Dec 8, 2009

Mercy and Justice and Circumstances

I'm still enjoying our conversation from the previous questions and I am sincere when I tell you I'm just muttering out loud, with no real agenda in the questions and mullings that arise. Here's my latest take-away from the horse-thievery thread, which predictably brings out a new question, a new tack that I'm fleshing out from my last reply:

Okay, horse thieving used to equal inhuman hardship on a physical and as ExD pointed out, an emotional level as well. It was considered a dangerous and evil thing to do. Out in the Wild West.

In New York City or any other urbanized area, it likely wasn't a hanging offense to steal one's horse, at some point. Cars and trolleys were coming online. Horse theft may have sent a man to the poor house, took food out of his child's mouth, but he could possibly recover because resources and jobs were more plentiful and at hand. So resources and external circumstances may have an effect on our sense of equal justice.

Moral equivalency matters, don't you think? We've come from having pity on a man for stealing a crust of bread to feed his starving family, to having pity on a man for stealing a horse for his own profit or survival or whatever self-interest. We don't hang them under those external circumstances, but we still recognize it as a moral wrong. Just barely, though.

Unfortunately it seems that when we introduce external circumstance as a rule of law instead of a guide for mercy, we have suborned solid justice to a transient moment, an expediency that will pass. And we have ungrounded the cornerstone of our justice, made the plumb untrue, and better than any Samson could imagine, are in danger of bringing the temple down on our own heads.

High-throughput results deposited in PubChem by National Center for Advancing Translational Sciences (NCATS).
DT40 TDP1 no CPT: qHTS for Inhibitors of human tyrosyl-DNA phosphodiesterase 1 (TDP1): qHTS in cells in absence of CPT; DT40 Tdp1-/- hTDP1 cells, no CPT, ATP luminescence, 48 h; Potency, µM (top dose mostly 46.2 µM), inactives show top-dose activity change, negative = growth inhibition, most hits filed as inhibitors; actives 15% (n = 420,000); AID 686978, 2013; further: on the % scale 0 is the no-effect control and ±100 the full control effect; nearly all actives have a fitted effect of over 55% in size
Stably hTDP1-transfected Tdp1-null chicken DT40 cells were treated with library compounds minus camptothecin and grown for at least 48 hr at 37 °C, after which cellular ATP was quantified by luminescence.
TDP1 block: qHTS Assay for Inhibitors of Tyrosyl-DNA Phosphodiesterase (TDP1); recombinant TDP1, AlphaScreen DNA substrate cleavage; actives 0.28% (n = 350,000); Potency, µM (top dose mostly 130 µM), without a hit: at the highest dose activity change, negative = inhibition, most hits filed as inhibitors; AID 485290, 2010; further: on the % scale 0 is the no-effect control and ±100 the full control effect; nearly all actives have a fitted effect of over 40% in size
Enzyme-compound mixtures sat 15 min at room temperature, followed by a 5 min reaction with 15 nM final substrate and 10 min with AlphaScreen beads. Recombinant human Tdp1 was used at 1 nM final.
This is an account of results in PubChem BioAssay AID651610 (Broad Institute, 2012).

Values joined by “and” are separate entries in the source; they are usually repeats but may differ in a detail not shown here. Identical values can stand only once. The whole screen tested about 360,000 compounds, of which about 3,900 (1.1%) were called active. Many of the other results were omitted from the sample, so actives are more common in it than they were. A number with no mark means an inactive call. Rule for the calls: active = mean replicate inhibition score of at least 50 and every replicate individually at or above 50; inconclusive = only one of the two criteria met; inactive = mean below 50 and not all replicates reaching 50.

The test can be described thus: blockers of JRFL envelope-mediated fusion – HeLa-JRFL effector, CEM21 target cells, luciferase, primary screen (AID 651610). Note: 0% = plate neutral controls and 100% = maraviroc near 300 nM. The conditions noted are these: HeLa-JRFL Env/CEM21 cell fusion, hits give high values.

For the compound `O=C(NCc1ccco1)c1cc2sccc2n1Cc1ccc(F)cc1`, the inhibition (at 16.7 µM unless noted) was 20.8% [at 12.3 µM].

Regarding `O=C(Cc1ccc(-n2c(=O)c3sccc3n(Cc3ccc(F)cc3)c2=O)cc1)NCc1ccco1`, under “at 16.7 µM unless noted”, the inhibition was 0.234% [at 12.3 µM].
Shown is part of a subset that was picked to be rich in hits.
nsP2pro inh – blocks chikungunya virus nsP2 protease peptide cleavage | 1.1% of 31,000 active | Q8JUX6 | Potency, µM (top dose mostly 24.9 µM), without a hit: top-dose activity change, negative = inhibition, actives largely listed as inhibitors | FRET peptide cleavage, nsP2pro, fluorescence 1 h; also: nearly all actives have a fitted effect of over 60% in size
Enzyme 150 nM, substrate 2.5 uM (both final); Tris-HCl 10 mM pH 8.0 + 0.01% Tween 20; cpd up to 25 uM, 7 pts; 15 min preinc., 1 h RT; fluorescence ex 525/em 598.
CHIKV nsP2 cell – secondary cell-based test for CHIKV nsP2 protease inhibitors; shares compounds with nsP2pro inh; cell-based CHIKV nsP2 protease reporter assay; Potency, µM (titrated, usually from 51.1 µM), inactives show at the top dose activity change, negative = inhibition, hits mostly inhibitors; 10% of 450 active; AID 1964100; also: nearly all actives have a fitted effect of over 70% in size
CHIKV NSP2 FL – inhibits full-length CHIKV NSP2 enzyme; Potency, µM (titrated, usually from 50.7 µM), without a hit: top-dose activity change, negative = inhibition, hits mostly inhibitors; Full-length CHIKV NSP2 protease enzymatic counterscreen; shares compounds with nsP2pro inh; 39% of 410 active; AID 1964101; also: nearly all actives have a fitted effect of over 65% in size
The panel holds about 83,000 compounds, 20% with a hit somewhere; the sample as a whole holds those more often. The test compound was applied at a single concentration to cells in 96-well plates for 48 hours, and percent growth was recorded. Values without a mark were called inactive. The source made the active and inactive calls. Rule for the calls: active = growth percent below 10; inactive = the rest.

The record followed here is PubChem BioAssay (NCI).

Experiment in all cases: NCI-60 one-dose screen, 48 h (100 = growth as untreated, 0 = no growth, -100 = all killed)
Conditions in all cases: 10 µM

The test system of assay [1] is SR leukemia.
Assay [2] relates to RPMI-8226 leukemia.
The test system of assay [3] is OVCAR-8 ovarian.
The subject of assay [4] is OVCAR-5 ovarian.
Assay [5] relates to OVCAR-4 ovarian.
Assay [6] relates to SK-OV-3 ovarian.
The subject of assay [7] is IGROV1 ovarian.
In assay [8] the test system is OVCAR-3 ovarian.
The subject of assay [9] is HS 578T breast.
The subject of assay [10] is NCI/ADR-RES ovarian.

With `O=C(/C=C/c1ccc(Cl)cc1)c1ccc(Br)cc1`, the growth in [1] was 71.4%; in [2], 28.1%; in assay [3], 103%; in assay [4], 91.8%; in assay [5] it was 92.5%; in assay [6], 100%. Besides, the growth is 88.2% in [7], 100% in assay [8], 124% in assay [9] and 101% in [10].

Now, our external circumstances have continued to change dramatically and our corporate safety net has expanded so far as to make thieving for survival almost a thing of the past. It makes theft appear less of a crime and more of an aggravation, or at worst, a violation of personal peace.

Is this progress?

Do we want judges who mistake sentencing guidelines for the hard plumb line of the Law?

Nobody ever really wants justice for their own mistakes, they want mercy.

"Judge not, lest ye be judged" seems to come across as something more than good advice. It seems a warning. And yet, how to reconcile the need for corporate Law and Order and the wisdom of personal Mercy?

6 comments:

ZZMike said...

One thing we all forgot about: how much did a horse cost in those days? (And there weren't no "E-Z Pay" installment plans.) S'poze it cost $20 to $50 - what was a day's wages?

If a horse cost a considerable sum, having one stole out from under your saddle amounted to a severe hardship.

Also, from what I remember of Authentic Western History ("High Noon", "Shane", "Man With No Name", &c, a horse-thief was just about at the bottom of the social ladder.

Now back to the effect of social justice on our legal system.

ZZMike said...

I defer to the Label: "Socialism kills".

I think maybe in "we have suborned solid justice to a transient moment" (a delightful phrase) you're alluding to putting the Law on the Procrustean bed of "social justice". Or maybe the opposite ("... judges who mistake sentencing guidelines ...").